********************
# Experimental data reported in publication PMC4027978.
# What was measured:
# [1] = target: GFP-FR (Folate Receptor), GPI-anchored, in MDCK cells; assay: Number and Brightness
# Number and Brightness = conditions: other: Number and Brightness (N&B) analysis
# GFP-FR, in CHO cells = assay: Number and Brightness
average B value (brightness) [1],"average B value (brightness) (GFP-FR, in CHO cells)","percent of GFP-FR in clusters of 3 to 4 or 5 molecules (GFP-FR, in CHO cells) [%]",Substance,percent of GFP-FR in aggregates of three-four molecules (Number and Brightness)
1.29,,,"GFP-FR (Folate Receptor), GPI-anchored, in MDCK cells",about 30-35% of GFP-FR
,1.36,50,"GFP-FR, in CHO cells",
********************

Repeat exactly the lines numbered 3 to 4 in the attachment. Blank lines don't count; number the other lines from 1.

# [1] = target: GFP-FR (Folate Receptor), GPI-anchored, in MDCK cells; assay: Number and Brightness
# Number and Brightness = conditions: other: Number and Brightness (N&B) analysis